Many cultures and religions have flood stories. Different people explain these similar stories in different ways. It can be interesting to do a comparison of worldwide floods.
The Bible tells of a worldwide flood that swept the earth clean of all life after the children that God had created became wicked. Only Noah, his family, and the animals on the ark survived.
In Greek mythology, Zeus was horrified at the depravity of a man who sacrificed his son to the gods. In response, he sent a flood that washed away everything in its path. Deucalion and his wife were saved when they built a chest (a box) that they could float on, with the help of Deucalion’s father, Prometheus.
The Epic of Gilgamesh
In the Epic of Gilgamesh, Utanapishtim, is asked by the god, Enki, to abandon all his earthly possessions and build a boat that his wife, his family, and a few craftsmen from their town (along with animals and grains) would board to save themselves from a flood that was coming. As the flood waters were receding, Utanapishtim sends out a dove, then a swallow, and finally a raven to see if the waters were down enough for the people to get out of the boat.
In Indian mythology, Matsya is a god who can become a fish. One day a man, Manu, catches him. Matsya asks for life and protection and, in return, promises to save Manu from a flood that is coming. Manu protects the fish and builds a boat. When the flood comes, Manu begs Matsya to keep his promise. Matsya pulls the boat to the highest land in the north and Manu, along with the Saptarish, the seven great sages, step out onto the mountain, the only men left alive.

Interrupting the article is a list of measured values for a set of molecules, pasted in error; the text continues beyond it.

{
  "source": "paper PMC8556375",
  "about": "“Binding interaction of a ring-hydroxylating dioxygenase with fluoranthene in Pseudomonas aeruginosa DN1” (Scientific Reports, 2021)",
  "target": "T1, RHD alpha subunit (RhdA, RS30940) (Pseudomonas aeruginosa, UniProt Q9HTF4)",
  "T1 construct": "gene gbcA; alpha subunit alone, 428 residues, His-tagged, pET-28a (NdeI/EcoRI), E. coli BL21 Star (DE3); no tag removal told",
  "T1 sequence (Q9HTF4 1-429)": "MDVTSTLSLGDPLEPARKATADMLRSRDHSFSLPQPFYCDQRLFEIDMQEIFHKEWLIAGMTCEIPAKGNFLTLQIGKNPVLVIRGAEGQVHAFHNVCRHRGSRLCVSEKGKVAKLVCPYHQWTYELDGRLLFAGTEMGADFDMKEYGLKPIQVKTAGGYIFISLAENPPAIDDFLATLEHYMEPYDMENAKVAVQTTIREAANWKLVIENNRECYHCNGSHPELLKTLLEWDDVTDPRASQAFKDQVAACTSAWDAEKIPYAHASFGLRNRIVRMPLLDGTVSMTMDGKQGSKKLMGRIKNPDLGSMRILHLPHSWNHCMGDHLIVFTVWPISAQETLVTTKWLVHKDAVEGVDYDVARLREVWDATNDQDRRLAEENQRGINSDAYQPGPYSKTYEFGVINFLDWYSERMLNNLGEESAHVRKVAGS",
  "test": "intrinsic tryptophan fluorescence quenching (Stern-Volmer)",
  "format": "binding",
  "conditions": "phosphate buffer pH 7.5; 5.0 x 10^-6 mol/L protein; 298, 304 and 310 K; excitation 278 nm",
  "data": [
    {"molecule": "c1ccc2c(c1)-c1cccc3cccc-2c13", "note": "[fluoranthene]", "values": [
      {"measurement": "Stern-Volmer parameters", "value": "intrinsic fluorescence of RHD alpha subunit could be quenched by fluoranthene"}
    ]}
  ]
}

Comparison of Worldwide Floods
Hawaiians, Chinese, Japanese, Incas, Norse, Filipinos – all of these peoples have flood mythologies. In all, there are over 200 recorded flood myths from around the world.
To see a comparison and different viewpoints on the story of the flood in the Bible and the story of the flood in the Epic of Gilgamesh visit here. Then discuss your ideas with your children. Discuss what you believe and why.
You might want to tell these flood stories on the bank of a lake or river so you can discuss and imagine together what it would be like to have the water rise up and over all of the lands on the earth.
Have the kids make a Noah’s Ark craft.
- We don’t have to believe what others believe in order to respect them. Discuss this with your kids.
- Learn about floods and the damage they can cause. Do you live in a place that has dangers from floods?
- Find the location of Mount Ararat and Mount Nisir on a map. Both are located in Turkey, about 40 miles apart. These are two sites that are, by tradition, places where the ark may have come to rest.
- Many people in that area, near the mountains in eastern Turkey, claim direct descent from the sons of Noah.
- The cultures of Hawaii, New Zealand, and northern Native America also have flood stories.
More From Layers of Learning
If you’re new to homeschooling or would like to hone your homeschooling goals and focus, go visit Karen’s guide for new homeschoolers. You’ll also find lots more ideas for exploration lessons like this one on our history page. And please visit our catalog for a peek at the units we offer that will change the way you homeschool forever.